One of my favourite project management bloggers, Derek Huether, wrote a piece last week about dealing with people who are consistently late for meetings. This is one of my personal major peeves and it has the same effect on me as if I were exposed to gamma radiation in a freak laboratory accident. I can’t tell you how many shirts and shoes I’ve gone through over the years as a result.
I already commented there, but I felt the need to go into more detail, as this is a point that just makes me crazy. A few years ago, I was running a project that periodically required town hall meetings for efficiency. There was too much to do and too short a time to do it. But it meant that more than a handful of people needed to show up.
I remember one person in particular, who was likely busier than anyone else on the team. She was the project administrator and how she managed to keep everything in order was a miracle in itself. She was never late for a meeting. When we held these large meetings, this lady had to come in from an office across town, and usually had to get back immediately after the meeting ended so that she could either go to her next meeting, or get back to work.
When I saw her consistently show up on time, I knew well the sacrifices she had to make to her day to be there.
When I saw other people consistently trickle in as and when was convenient for them, laughing and joking with one another, disrupting any discussions that were already started, I saw red. On one occasion in particular, I waited until everyone was seated comfortably, and then lit into the whole room. I didn’t single anyone out: neither the people who were on time, nor the people who were late. But boy did I smash the table with my fist. I deliberately wasted even more time by going on a five minute rant about punctuality (or lack thereof), and the message it sends. By the time I was done, everyone in the room knew how I felt.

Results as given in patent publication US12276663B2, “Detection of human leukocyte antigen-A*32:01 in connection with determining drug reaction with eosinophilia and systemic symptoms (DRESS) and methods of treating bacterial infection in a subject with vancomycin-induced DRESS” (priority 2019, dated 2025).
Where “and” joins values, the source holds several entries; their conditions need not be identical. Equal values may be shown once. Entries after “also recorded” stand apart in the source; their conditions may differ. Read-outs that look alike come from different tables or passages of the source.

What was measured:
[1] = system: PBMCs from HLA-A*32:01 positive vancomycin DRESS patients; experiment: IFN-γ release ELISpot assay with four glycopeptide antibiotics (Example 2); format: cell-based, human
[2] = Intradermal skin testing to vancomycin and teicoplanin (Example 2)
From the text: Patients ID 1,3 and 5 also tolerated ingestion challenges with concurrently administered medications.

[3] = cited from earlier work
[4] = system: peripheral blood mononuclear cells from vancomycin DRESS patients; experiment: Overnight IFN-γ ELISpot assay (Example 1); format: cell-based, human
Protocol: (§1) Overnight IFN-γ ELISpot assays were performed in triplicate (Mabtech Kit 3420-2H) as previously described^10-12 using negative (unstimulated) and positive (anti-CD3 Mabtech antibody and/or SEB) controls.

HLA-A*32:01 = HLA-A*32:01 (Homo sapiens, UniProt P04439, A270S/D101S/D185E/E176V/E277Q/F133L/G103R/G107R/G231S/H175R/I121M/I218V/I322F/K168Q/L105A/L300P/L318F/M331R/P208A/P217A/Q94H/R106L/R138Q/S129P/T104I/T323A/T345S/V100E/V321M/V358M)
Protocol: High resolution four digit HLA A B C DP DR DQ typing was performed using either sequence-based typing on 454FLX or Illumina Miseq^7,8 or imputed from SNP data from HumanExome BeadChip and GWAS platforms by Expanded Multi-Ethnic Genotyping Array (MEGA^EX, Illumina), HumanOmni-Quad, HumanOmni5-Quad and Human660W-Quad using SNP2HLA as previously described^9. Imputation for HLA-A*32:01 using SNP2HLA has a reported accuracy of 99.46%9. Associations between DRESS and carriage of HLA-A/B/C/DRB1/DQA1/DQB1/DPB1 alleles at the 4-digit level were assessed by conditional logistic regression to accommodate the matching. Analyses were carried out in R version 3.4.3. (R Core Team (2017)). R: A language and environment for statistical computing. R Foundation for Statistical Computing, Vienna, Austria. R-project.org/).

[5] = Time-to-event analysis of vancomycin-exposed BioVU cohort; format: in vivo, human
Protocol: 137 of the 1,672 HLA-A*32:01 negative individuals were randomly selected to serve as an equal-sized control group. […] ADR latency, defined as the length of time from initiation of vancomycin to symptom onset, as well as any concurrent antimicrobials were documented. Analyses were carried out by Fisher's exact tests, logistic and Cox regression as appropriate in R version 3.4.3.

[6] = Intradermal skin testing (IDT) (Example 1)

When someone is consistently late for meetings, they send the message, “whatever I had that made me late was more important than any sacrifices you people made who were on time.”
It’s incredibly rude.
The following, from my perspective, are not acceptable reasons to routinely show up late for meetings, without letting the meeting chair know ahead of time:
- “I have back-to-back meetings all the time”
- “I only just saw the meeting in my calendar”
- “I had to finish some work before I came”
- “I had to drop my kids off at daycare”
- “I had to wash my hair”
Some of you will become enraged at my lack of sympathy for some of the items in the list. Don’t do it because then we’ll have two Hulks running around, and that’ll just make a mess.
My concern here is “consistently” (note I’ve bolded that word repeatedly above). Sometimes things happen that can’t be avoided, and I understand that. But look, if someone’s got to drop the kids off at daycare every morning and that will make them late, they need to say something so the meeting can be moved to a better time. Few people are so heartless as not to understand that kids come first. But there’s a big difference between one-offs and repetitively rude behaviour.
Back to back meetings is another perennial favourite. I’m sorry. The person with the conflict can leave early from the previous meeting, and let both chairs know about the conflict. Even better, he or she can let both chairs know about the meetings when they appear in their calendar, and suggest the newer one be moved to a better time. People are generally pretty accommodating about their schedules…at least as much as they can be. But when people leave it until the time of the meeting, they hold those people who were on time hostage. It’s not fair.
Am I over reacting? What do you think?
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I'm Geoff Crane. After 22 years in the trenches of a lot of tough projects, I decided to change direction a little bit and focus on sparking ideas in the vibrant field of project management.
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